UC Research Report: Nutrient balance important for almond tree health


Issue Date: March 18, 2009
Franz Niederholzer, University of California Cooperative Extension Farm Advisor, Sutter-Yuba counties

Nitrogen (N), potassium (K), boron (B) and zinc (Zn) are the fertilizer nutrients that most often deliver improved almond tree health and/or yield in California.

The following are key points to effective, efficient fertilizer practices for these nutrients in almonds:

  • Tree N demand drives N uptake. In mature orchards, crop load drives demand. Match your annual fertilizer N program to estimated orchard yield for that year.
  • A 2,000 pound nut crop uses roughly 100 pounds of N. To get 100 pounds of nitrogen into the tree, apply in the range of 200 pounds to 300 pounds of N to the active root zone under trees. Active feeder roots grow in moist soil. Fertigation is the most efficient way to deliver N fertilizer to the soil.
  • Time fertilizer N application to match periods of high tree N need. April-July is when nut growth is most rapid.
  • Sample leaves for nutrient analysis in every block, every year. July leaf sampling is the best monitoring tool that UC knows right now. Break blocks into smaller management zones if you see yield differences and can manage subzones in the block to maintain good overall yield for less fertilizer cost.
  • Individual tree July leaf N level of 2.2 percent means adequate tree N. Use 2.5 percent leaf N as the target in a block or orchard, so no trees in an orchard are deficient.
  • Individual tree July leaf K level above 1.4 percent means the tree has adequate K nutrition. A leaf sample target of 2 percent leaf K should avoid K deficiency anywhere in the block.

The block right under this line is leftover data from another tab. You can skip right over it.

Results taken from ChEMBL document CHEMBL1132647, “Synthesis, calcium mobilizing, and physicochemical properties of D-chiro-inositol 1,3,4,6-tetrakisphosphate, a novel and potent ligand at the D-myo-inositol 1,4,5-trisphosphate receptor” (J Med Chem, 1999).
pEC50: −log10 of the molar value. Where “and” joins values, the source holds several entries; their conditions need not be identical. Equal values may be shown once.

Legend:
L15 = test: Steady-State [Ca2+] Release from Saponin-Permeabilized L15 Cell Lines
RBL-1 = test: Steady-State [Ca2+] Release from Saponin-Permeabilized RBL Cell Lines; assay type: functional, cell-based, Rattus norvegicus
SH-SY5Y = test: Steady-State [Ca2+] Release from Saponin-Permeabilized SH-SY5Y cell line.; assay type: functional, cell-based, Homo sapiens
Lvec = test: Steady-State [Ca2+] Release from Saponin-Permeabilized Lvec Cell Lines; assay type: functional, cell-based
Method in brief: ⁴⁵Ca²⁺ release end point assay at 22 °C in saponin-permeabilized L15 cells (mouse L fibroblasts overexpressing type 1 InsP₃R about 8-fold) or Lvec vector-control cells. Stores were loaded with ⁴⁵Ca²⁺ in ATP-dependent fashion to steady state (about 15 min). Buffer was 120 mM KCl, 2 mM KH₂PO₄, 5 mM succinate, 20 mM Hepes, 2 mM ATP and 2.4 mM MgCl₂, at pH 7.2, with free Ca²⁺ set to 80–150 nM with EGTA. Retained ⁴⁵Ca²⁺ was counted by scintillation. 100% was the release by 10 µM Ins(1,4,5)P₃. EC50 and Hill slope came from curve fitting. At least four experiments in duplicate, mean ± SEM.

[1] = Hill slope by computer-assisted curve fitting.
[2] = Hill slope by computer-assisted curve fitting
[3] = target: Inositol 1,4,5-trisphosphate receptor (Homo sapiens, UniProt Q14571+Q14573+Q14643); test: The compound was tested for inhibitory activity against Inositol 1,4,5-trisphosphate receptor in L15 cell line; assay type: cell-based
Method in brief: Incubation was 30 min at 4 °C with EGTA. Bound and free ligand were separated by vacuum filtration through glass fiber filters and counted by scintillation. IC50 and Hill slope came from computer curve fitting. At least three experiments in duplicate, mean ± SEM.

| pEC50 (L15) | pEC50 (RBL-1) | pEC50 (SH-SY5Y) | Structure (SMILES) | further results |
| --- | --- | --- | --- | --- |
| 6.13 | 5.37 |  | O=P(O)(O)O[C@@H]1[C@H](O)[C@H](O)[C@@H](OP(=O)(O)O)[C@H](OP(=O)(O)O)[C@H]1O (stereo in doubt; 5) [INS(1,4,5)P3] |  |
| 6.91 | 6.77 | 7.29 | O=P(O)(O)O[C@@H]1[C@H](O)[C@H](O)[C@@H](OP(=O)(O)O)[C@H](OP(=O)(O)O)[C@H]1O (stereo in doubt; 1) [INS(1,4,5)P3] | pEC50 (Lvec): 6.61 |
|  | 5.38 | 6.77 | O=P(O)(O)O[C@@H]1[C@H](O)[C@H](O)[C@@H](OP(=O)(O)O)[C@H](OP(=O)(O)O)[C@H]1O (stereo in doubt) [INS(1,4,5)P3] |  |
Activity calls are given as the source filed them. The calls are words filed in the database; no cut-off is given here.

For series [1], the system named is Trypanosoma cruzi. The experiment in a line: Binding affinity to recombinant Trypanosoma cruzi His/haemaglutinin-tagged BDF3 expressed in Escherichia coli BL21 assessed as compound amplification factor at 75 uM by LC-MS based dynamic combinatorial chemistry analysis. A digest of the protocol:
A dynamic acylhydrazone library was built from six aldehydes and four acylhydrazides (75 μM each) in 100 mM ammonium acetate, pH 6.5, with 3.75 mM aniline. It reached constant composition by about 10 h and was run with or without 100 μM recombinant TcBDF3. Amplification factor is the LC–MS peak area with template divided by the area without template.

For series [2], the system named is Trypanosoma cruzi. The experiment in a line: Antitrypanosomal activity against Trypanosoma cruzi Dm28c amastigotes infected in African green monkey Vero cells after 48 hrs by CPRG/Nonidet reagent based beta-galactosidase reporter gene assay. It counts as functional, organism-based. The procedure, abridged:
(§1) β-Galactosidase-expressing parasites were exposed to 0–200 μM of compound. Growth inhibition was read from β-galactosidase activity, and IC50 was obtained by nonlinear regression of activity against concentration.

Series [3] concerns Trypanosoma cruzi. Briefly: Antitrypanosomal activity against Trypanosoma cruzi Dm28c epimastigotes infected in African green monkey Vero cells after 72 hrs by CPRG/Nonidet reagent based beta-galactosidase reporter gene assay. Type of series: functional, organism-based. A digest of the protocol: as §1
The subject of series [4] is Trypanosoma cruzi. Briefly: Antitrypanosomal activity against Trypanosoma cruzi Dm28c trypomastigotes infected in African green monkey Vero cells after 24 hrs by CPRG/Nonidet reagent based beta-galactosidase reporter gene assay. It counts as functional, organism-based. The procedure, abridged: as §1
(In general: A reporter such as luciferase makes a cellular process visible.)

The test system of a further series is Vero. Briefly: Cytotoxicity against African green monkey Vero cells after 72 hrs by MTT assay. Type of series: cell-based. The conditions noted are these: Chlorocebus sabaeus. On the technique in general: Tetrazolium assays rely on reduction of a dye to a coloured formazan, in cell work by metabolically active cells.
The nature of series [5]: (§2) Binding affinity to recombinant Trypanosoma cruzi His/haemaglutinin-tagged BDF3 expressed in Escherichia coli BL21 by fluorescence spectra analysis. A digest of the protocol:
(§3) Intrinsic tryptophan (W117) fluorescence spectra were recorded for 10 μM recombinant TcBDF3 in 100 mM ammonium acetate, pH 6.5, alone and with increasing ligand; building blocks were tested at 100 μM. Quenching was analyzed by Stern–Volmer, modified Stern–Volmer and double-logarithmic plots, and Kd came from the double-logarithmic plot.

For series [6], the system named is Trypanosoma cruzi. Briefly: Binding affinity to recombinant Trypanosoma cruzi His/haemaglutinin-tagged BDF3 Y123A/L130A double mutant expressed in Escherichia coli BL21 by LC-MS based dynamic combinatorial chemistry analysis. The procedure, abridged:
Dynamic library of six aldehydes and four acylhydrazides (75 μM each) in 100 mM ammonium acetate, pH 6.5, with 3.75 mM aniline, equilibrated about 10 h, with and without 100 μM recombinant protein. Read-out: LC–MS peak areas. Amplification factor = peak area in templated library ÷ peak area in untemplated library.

• Potassium deficiency this year means reduced flower numbers and crop next year. Timing of highest tree K need is April-July. Spring fertigation is the most effective application practice. Use fall banding of fertilizer K in flood or solid set sprinkler irrigated blocks.
  • Foliar applications in the fall or spring are the best practice for getting zinc into trees.
  • June leaf Zn levels below 15 parts per million are deficient. Target block leaf levels between 15-20 parts per million Zn.
  • Boron is an essential plant nutrient, but can be toxic at high levels. Sample hulls for boron analysis at harvest. Adequate hull B is 80-120 ppm. Adequate July leaf B levels are 30-80 ppm for a single tree.
  • Bloom is the key time for good B levels in almonds. Fall or pink bud are the best times for boron sprays. Full bloom boron foliar spray may reduce yield. Gradually increase B fertilizer rates if you are not satisfied with your current program. Excessive B fertilization can dramatically reduce yield.

In 2008, researchers led by Patrick Brown at UC Davis began a very detailed study of how to best manage almond orchard nitrogen nutrition. This group will deliver new, important information in the next couple of years on more precise, cost effective practices for almond N nutrition.

Permission for use is granted, however, credit must be made to the California Farm Bureau Federation when reprinting this item.